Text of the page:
The topic of wine has a long history so before I go into my own beginnings of mead making I’ll try to cover some ancient history of honey wine( grape too), and honey itself. I might cover some of the material mentioned by earlier blogs but it is not my intention to duplicate material.
In the following from Penn Univ. I notice no specific reference to honey wine but it is possible that it was but not mentioned as much as beer, since beer was available to everyone not just the wealthy.
From Penn University–Origins and history of ancient wine:
Fermented beverages have been preferred over water throughout the ages: they are safer, provide psychotropic effects, and are more nutritious. Some have even said alcohol was the primary agent for the development of Western civilization, since more healthy individuals (even if inebriated much of the time) lived longer and had greater reproductive success. When humans became “civilized,” fermented beverages were right at the top of the list for other reasons as well: conspicuous display (the earliest Neolithic wine, which might be dubbed “Chateau Hajji Firuz,” was like showing off a bottle of Pétrus today); a social lubricant (early cities were even more congested than those of today); economy (the grapevine and wine tend to take over cultures, whether Greece, Italy, Spain, or California); trade and cross-cultural interactions (special wine-drinking ceremonies and drinking vessels set the stage for the broader exchange of ideas and technologies between cultures); and religion (wine is right at the center of Christianity and Judaism; Islam also had its “Bacchic” poets like Omar Khayyam).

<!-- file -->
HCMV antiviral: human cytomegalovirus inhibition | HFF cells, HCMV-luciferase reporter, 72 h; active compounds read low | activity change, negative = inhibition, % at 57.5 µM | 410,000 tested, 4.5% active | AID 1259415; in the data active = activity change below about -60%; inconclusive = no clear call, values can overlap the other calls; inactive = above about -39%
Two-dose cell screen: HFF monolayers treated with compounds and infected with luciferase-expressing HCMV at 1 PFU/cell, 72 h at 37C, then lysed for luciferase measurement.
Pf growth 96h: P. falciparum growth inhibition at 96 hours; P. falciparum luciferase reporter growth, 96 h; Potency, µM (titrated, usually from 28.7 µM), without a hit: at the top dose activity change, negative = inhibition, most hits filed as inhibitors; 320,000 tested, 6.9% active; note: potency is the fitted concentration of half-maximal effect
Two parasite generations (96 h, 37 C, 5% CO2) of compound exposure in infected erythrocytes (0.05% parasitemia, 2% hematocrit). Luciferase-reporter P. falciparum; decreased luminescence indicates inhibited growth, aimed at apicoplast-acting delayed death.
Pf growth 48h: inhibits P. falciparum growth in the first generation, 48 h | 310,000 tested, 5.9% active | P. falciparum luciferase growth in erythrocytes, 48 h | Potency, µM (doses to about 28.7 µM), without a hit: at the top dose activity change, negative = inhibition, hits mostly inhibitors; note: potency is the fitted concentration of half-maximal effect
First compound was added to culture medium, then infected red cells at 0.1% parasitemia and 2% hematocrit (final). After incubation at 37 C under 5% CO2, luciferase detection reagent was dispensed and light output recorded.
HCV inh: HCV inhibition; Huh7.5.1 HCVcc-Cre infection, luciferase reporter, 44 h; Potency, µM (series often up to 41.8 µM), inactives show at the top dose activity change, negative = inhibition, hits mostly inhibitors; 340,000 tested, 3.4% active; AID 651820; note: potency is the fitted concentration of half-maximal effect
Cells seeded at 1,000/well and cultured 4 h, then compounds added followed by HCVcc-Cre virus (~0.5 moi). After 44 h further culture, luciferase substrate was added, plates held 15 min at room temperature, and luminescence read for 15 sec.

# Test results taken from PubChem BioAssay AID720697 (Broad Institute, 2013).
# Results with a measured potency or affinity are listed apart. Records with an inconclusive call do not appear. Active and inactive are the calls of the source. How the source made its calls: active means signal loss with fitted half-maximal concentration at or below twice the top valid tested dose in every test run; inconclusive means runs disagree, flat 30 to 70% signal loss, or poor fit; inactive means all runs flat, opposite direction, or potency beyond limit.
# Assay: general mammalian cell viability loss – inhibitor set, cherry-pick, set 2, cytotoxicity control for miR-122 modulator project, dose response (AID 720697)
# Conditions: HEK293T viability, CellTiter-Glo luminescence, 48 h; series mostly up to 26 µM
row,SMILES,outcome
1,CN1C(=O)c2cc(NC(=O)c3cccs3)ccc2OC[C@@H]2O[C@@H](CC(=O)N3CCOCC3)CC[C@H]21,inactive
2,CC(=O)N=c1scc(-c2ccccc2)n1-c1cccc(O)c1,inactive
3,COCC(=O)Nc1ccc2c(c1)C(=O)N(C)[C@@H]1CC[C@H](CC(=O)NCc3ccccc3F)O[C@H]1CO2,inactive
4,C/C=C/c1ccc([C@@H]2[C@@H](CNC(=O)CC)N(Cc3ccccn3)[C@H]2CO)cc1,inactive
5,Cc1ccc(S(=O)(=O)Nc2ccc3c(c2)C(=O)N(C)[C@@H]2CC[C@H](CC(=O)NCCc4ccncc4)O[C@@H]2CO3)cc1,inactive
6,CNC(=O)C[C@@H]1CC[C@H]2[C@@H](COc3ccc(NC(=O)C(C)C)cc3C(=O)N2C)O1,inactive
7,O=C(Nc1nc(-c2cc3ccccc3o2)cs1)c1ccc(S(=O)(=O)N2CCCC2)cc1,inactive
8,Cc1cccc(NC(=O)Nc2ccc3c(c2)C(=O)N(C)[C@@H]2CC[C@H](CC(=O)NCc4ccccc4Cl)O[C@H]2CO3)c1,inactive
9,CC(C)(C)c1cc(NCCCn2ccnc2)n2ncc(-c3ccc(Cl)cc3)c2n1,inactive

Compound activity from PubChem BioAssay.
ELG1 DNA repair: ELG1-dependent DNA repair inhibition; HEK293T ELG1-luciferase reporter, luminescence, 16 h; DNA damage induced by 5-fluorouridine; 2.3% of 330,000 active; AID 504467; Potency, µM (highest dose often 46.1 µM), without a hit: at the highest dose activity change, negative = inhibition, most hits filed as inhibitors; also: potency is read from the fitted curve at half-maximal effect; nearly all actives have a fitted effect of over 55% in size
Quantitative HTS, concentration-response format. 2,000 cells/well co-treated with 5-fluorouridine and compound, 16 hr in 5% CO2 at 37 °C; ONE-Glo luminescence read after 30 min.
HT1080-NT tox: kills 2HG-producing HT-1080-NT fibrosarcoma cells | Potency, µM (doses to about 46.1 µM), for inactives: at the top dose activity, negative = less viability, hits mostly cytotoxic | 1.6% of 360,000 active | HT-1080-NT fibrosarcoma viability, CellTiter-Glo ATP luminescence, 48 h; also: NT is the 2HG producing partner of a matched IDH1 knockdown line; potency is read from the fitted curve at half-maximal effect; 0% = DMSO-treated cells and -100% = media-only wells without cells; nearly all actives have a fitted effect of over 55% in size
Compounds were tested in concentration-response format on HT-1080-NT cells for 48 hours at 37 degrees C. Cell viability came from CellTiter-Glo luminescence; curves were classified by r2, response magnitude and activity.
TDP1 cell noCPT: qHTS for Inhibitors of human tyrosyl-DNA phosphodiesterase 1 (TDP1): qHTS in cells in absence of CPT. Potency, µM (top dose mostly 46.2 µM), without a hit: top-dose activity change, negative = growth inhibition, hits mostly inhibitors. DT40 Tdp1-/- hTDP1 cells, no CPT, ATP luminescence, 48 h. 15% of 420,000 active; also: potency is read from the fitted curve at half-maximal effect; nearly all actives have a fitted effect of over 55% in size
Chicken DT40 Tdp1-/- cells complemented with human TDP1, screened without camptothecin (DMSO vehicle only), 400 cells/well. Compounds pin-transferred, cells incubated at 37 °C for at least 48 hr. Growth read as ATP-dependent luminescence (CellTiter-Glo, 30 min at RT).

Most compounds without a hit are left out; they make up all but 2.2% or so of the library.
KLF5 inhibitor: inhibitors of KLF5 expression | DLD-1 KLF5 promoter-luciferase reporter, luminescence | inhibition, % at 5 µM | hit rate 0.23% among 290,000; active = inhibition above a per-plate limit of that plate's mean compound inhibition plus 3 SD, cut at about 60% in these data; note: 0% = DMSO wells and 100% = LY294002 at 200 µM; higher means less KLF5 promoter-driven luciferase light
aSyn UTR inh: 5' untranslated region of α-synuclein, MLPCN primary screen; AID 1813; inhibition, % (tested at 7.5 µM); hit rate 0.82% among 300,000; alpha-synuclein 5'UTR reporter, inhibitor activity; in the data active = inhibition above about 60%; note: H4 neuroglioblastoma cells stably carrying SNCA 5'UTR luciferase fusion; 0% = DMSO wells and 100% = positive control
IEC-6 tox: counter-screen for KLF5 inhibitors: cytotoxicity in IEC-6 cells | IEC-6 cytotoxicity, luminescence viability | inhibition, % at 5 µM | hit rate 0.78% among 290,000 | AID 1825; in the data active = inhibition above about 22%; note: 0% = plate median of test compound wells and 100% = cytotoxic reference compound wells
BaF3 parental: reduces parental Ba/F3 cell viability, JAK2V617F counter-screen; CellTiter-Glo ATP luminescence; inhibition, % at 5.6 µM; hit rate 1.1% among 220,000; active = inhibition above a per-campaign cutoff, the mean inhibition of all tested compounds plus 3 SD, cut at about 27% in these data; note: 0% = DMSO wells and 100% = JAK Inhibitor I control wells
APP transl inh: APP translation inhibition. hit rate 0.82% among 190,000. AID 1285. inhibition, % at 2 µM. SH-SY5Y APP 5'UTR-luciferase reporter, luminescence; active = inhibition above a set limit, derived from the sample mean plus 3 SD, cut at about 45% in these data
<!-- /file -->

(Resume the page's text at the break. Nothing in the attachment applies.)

Whatever the reason, we continue to live out our past civilization by drinking wine made from a plant that has its origins in the ancient Near East. Your next bottle may not be a 7000 year old vintage from Hajji Firuz, but the grape remains ever popular—cloned over and over again from those ancient beginnings
If winemaking is best understood as an intentional human activity rather than a seasonal happenstance, then the Neolithic period (8500-4000 B.C.) is the first time in human prehistory when the necessary preconditions for this momentous innovation came together.
Most importantly, Neolithic communities of the ancient Near East and Egypt were permanent, year-round settlements made possible by domesticated plants and animals. With a more secure food supply than nomadic groups and with a more stable base of operations, a Neolithic “cuisine” emerged.
Using a variety of food processing techniques—fermentation, soaking, heating, spicing—Neolithic peoples are credited with first producing bread, beer, and an array of meat and grain entrées we continue to enjoy today.
Crafts important in food preparation, storage, and serving advanced in tandem with the new cuisine. Of special significance is the appearance of pottery vessels around 6000 B.C. The plasticity of clay made it an ideal material for forming shapes such as narrow-mouthed vats and storage jars for producing and keeping wine After firing the clay to high temperatures, the resultant pottery is essentially indestructible, and its porous structure helps to absorb organics.
A major step forward in our understanding of Neolithic winemaking came from the analysis of a yellowish residue inside a jar (see photo at top of page) excavated by Mary M. Voigt at the site of Hajji Firuz Tepe in the northern Zagros Mountains of Iran. The jar, with a volume of about 9 liters (2.5 gallons) was found together with five similar jars embedded in the earthen floor along one wall of a “kitchen” of a Neolithic mudbrick building, dated to ca. 5400-5000 B.C. The structure, consisting of a large living room that may have doubled as a bedroom, the “kitchen,” and two storage rooms, might have accommodated an extended family. That the room in which the jars were found functioned as a kitchen was supported by the finding of numerous pottery vessels, which were probably used to prepare and cook foods, together with a fireplace.
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